Cultivating imagination and lifelong passion
Frank Wilson

Most of formal education consists of systematically interfering with every spontaneous interest that a child has, and I don’t think that’s a good thing.

There is a collection of letters that was just published by Richard Feynman’s daughter—Feynman, who became famous in American culture over the shuttle disaster that was caused by the O-rings that malfunctioned. He had been involved in nuclear physics for his whole career. He was involved in the Manhattan Project, and so on. So, not the sort of guy who is a household name, even as a Nobel Laureate, but there were a lot of people who knew him. From the time that he won the Nobel Prize in Physics, for the rest of his life, as now becomes obvious from this collection of letters, is that people wrote to him saying, “I have a son or I have a daughter; how do I get them to become interested in physics?” And he gives the same—not, I don’t think, imitating [Einstein], but he gives the same answer. He said, “The best thing that you can do is let this child exercise their own intelligence, follow their own interests because if they are going to become a nuclear physicist, they are going to find it. If they are not going to become a nuclear physicist, you can’t lead them there.” So, over and over, again, he gives the same kind of message, that it’s critically important to develop the intellect, that the sort of spontaneous experience of following one’s own interests as a child is not interfered with. Most of formal education consists of systematically interfering with every spontaneous interest that a child has, and I don’t think that’s a good thing.

The famous movie in which Ronald Reagan played the football player who lost his leg and says, when he discovers that he’s lost his leg, “Where is the rest of me?” We all have a sense—and it’s an obsessive sense in a fashion-oriented world—that if there is any part of us that isn’t absolutely perfect, then we can’t even go outdoors. We are really preoccupied with our appearance. The physical body is an object of, really, very close attention. Masses of people wouldn’t be making obscene amounts of money selling stuff to people who are worried about their appearance if this weren’t so. We are also very preoccupied with image. We have television; we have digital cameras; we now, as my wife and I have discovered, we now can see our new granddaughter over the internet, because we have this little device that is attached to the computer. So, we pay a lot of attention to physical appearance and we connect that with some sense of self.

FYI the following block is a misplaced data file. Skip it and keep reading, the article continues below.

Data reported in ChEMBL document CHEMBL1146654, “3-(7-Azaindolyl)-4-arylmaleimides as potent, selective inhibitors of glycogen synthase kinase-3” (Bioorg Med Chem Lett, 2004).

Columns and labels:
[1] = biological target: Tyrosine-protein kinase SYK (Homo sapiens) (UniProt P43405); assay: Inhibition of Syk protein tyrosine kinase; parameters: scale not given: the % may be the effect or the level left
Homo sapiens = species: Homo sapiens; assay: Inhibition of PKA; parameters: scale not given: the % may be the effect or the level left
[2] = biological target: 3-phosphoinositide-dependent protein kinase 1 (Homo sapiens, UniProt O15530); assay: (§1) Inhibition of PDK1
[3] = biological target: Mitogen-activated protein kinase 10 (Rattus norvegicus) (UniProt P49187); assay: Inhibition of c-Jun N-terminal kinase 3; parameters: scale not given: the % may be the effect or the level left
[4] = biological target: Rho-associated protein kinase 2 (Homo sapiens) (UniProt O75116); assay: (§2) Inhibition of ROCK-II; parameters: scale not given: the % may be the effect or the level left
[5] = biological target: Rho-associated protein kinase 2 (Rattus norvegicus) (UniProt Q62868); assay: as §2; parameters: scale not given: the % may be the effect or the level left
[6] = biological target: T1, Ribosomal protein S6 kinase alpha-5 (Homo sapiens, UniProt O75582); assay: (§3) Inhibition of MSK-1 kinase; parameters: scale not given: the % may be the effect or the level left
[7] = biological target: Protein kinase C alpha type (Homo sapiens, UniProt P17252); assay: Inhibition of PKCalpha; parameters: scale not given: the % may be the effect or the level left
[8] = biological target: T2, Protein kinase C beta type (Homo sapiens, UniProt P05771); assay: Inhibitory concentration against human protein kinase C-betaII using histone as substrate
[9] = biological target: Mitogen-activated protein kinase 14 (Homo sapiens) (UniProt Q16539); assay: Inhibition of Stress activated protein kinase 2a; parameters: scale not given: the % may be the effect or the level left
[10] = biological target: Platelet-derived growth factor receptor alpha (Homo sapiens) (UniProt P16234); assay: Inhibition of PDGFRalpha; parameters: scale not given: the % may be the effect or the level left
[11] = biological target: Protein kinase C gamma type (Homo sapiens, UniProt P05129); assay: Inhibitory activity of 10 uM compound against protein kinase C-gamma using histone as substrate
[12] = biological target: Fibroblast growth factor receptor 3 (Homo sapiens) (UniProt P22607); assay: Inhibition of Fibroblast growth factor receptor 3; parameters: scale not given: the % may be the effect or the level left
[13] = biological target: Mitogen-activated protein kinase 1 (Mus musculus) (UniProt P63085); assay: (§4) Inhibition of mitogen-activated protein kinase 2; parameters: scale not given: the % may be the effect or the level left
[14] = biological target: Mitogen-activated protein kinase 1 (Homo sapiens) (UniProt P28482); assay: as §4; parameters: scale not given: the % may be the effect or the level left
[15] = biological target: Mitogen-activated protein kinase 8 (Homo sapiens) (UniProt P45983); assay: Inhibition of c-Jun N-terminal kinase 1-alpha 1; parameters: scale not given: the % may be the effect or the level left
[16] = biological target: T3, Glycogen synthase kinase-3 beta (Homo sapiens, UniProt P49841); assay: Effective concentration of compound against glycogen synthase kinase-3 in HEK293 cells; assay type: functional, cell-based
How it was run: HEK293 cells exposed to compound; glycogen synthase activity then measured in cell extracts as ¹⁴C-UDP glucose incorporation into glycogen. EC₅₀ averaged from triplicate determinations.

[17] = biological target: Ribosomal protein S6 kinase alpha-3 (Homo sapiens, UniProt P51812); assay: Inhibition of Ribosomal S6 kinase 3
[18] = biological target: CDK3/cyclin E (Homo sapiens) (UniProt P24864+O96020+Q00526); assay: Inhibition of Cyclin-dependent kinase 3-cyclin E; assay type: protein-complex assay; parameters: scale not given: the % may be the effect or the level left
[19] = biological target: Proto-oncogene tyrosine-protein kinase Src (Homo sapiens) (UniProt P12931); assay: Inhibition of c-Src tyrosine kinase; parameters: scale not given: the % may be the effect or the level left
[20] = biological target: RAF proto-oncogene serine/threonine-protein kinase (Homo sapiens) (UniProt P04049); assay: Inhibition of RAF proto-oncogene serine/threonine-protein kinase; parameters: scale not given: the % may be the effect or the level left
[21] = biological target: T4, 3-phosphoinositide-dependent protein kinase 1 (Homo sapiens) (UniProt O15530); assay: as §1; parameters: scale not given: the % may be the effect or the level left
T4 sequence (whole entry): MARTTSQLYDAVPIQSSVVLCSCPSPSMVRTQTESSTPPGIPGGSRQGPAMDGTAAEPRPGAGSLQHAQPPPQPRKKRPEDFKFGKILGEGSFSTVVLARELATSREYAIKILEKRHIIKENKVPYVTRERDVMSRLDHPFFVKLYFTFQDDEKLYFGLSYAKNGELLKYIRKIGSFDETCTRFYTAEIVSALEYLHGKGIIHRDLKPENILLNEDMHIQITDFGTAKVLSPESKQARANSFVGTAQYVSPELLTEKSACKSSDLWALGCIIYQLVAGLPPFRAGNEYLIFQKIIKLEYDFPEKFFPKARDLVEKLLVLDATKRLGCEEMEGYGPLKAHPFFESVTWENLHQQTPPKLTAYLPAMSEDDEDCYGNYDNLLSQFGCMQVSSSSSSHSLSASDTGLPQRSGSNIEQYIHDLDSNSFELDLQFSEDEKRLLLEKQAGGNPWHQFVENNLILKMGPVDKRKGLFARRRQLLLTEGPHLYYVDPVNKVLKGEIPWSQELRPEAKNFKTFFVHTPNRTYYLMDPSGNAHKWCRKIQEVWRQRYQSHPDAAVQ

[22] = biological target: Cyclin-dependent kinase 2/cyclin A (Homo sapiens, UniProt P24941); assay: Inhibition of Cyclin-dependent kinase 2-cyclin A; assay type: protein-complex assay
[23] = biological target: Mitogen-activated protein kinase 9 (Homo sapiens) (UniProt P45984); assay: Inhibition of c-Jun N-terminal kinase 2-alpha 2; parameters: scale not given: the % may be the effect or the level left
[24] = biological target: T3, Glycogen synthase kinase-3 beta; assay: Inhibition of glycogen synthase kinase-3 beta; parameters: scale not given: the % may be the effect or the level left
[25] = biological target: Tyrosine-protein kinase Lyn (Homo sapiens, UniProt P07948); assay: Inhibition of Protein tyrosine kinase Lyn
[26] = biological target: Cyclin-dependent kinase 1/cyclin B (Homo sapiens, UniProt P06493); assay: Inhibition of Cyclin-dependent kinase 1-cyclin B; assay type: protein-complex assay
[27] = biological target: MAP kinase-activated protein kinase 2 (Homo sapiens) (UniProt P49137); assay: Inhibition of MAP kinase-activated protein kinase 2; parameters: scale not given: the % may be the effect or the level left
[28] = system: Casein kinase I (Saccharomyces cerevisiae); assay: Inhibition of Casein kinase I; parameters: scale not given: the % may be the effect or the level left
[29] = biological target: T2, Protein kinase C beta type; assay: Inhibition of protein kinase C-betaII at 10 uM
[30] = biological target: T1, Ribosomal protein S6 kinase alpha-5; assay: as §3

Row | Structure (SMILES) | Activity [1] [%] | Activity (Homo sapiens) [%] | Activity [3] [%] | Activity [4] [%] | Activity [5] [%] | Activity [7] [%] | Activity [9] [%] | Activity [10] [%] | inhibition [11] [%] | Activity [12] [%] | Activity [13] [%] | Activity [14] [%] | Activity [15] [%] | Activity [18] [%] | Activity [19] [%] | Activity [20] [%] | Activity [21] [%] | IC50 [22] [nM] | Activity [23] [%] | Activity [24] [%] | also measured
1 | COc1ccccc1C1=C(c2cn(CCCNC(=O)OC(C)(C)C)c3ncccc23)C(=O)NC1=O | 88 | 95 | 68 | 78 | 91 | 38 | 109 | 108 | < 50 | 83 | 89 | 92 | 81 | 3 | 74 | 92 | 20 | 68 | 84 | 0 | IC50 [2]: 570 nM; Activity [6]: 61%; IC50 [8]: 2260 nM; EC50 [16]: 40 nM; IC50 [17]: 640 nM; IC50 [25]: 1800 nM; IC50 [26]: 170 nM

I became aware of the fact that in dealing with people who are performers that there is another kind of self that has nothing to do with looking good in the fashion magazine sense. It’s a self that is realized in fluency of movement. I was told something really quite striking by a woman who is the head of the piano department of Julliard, Yoheved Kaplinsky; she was telling me that some of her students have this sort of native raw talent, this really genius at the instrument, at the piano, that, really, the teacher can only stand out of their way. They (the teacher) understand this business about interference. She said, “But, there is something quite striking; that a student like this can come to you and they play a particular piece of music with extraordinary musicality and physical fluency, but you can see in it the beginning of something that is going to grow into a problem. If you’re not careful with a student like this, just changing the fingering of a passage, of a single passage will alienate that student from the piece of music. They’ll play it and they will look at their hand or they’ll feel it kinesthetically and they’ll say, “This is not me. I’m the way I played it before; that’s me.” So, it’s a quite literal physically incarnated sense of self that is achieve through years and years of perfection of and sensitivity to how the body actually moves.

Now, most of us never really . . . I mean we get out of bed and we walk down the street and we stumble around, and we don’t think about ourselves as ballet stars when we present ourselves to the public. But, the fact of the matter is that that’s also something that is innately true of us. All armature athletes worry about does their golf swing look right, or does my tennis swing look right? We go to the gym, and do I look right when I am lifting weights, because I don’t want people to laugh at me, to think that I’m no good. So, we do have a sort of native sense that, yeah, the way we look when we move counts. But, we don’t see that underneath that, over a period of years and years, as we grow, that the thing that we refer to psychologically as “me” is intimately bound up with how we use our bodies.